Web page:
Denmark’s ban includes goods that can be used both for military and civilian purposes but is still less expansive than the German measures, which also included sales that had already been approved.
While the Nordic countries are tiny arms equipment exporters in comparison with bigger players such as the United States, Britain or France, their decision will probably exacerbate concerns within the European arms industry of a growing anti-Saudi consensus in the European Union and beyond.
Even though Trump has suggested he will put Saudi investments and arms exports revenue above human rights concerns, lawmakers across the political spectrum and on both sides of the Atlantic have grown increasingly alarmed.
Apart from the killing of Washington Post contributing columnist Khashoggi at the Saudi Consulate in Istanbul in October, a Saudi-led coalition has been accused of numerous human rights violations in Yemen since 2015. On Wednesday, international humanitarian organization Save the Children said 85,000 children had starved to death there since the beginning of the intervention.
Speaking on Danish television Thursday, Denmark’s foreign minister, Anders Samuelsen, confirmed that the “continued worsening of the already terrible situation in Yemen and the murder of Saudi journalist Jamal Khashoggi” had led to the exports ban. He urged other E.U. members to also reevaluate their stances.
On Thursday, Finland also stopped arms equipment exports to the United Arab Emirates, which is part of the Saudi-led coalition intervening in Yemen. In its announcement, the Finnish government explicitly cited the “alarming humanitarian situation in Yemen.”
While Denmark, Finland and Germany are being celebrated by human rights advocates for following through on their threats to halt sales to the kingdom, bigger arms exporters have pointed out the two nations have far less to lose domestically than others. And Germany has in the past shown it is willing to break its own promises whenever pressure by human rights groups drops. After the current government vowed to halt all arms sales earlier this year, it approved new sales months later — only to halt them once again after the Khashoggi killing.
Denmark’s center-right government similarly faced criticism last year after it was reported it had approved the sale of sensitive surveillance technology to Qatar, Oman and Saudi Arabia. The technology was produced by a Danish subsidiary of Britain’s weapons company BAE Systems, but its sale was approved by authorities in Copenhagen in 2016.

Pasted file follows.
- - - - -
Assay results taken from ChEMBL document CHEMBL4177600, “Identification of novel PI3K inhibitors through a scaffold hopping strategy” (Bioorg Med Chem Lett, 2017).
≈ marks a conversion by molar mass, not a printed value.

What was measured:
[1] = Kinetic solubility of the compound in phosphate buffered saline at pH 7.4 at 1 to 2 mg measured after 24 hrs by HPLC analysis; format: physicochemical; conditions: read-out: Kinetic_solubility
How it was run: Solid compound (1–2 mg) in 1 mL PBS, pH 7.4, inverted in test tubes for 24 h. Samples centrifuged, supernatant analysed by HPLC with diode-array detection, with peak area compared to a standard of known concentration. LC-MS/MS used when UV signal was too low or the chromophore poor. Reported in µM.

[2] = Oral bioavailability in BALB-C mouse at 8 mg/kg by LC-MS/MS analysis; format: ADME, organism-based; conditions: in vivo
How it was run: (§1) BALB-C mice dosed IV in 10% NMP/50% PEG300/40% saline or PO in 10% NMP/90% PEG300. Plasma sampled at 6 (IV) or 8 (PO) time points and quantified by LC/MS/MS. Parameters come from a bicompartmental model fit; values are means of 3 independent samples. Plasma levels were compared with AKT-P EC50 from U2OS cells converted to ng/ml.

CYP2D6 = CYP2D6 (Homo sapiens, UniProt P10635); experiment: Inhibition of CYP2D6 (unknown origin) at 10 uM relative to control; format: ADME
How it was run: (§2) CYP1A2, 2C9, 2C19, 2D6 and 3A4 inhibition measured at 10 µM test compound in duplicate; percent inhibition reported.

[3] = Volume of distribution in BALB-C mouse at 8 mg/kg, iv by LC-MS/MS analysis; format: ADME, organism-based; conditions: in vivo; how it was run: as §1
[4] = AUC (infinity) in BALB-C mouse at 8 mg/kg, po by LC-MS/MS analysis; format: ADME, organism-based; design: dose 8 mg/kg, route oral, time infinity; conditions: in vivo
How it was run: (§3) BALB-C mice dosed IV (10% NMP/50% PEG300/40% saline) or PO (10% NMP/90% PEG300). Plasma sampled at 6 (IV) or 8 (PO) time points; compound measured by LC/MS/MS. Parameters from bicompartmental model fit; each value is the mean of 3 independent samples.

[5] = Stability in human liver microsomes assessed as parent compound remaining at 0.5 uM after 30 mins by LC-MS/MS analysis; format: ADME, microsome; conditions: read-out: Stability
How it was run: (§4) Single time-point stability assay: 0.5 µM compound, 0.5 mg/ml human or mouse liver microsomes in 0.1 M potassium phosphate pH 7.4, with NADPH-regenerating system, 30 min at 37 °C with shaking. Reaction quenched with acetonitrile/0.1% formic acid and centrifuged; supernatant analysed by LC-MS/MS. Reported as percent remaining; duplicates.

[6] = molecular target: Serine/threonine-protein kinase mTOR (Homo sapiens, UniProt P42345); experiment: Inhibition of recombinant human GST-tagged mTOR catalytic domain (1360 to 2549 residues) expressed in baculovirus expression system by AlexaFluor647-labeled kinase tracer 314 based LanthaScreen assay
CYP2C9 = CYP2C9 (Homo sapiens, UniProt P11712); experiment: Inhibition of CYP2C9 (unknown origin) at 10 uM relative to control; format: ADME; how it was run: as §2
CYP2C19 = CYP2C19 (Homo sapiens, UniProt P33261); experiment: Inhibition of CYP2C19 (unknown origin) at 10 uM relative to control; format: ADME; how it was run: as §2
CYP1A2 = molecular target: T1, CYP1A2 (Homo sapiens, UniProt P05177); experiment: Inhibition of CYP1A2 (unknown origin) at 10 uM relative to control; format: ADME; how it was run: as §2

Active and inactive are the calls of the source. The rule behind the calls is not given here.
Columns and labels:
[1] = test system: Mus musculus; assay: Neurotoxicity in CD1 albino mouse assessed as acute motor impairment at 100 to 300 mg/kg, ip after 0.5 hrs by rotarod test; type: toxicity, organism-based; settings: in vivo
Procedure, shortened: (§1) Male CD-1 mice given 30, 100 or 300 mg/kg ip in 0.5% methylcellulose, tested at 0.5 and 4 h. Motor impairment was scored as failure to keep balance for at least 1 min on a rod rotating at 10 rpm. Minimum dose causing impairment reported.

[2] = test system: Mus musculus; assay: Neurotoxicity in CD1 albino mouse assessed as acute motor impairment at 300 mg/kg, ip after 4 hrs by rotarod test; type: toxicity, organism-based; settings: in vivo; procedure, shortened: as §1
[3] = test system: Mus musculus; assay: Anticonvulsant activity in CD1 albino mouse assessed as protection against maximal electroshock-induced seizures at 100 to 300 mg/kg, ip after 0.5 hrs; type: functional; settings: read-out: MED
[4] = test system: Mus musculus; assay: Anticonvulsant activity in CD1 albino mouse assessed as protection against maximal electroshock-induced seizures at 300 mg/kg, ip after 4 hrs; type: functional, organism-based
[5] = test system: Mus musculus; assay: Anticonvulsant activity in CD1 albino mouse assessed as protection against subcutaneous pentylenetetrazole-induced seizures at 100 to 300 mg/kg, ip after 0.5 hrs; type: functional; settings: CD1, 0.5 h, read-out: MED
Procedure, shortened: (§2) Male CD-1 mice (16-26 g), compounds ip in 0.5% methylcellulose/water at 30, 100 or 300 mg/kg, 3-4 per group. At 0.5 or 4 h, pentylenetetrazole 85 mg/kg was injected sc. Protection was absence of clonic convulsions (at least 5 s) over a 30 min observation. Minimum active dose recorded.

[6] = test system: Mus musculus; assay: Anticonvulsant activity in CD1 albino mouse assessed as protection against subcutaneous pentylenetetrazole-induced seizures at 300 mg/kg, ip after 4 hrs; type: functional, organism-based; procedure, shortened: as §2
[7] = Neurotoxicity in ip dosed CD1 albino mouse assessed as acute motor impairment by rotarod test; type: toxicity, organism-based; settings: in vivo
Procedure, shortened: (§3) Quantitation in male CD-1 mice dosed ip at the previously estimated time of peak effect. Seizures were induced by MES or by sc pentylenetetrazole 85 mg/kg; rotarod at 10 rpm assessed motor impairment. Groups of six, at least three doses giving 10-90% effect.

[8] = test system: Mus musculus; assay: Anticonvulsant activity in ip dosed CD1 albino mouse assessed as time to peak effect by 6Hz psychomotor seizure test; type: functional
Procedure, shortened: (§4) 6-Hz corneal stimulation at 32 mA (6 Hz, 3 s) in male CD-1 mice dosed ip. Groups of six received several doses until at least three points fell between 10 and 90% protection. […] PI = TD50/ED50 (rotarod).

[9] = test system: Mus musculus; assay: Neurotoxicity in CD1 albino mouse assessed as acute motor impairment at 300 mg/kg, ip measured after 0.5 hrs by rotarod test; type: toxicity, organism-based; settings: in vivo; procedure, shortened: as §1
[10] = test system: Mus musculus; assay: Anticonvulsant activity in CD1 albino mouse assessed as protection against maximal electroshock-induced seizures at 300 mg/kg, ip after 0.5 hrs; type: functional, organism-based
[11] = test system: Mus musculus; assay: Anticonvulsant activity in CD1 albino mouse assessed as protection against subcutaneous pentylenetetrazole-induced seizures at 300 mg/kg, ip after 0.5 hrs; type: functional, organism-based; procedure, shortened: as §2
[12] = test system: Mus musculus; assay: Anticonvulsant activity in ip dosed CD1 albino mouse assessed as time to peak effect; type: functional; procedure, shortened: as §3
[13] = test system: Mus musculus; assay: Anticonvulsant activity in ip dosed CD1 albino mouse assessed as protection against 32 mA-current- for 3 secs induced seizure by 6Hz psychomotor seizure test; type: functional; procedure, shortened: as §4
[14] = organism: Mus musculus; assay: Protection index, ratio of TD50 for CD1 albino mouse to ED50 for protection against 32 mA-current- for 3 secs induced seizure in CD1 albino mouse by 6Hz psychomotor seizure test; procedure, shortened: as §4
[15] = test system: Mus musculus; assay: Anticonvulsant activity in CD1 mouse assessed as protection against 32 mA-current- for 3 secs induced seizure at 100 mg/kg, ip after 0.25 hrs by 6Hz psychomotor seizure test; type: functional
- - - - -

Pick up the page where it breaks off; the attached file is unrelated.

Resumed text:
The export licenses were granted after Saudi officials maintained the technology was supposed to be used only against criminal activity and terrorism.
But human rights groups feared the software would almost certainly also be used by Saudi officials to spy on critics — a concern that turned out to be justified in the wake of the Khashoggi killing, after reports emerged that critics of the Saudi leadership had been monitored online. It’s unclear whether the same Danish technology was being used.
To giant weapons producers, the mounting resistance against arms sales to Saudi Arabia may pose challenges even if Britain, France and the United States refrain from imposing export bans. British and French producers import a number of components needed to assemble fighter jets or tanks from other E.U. countries, including Denmark and Germany, with the latter still being home to one of the world’s largest arms manufacturing industries.
If lawmakers in Germany, Finland or Denmark were to adopt an even more comprehensive definition of a Saudi sales ban, their decision may also disrupt supply chains in Britain and France, companies there fear.
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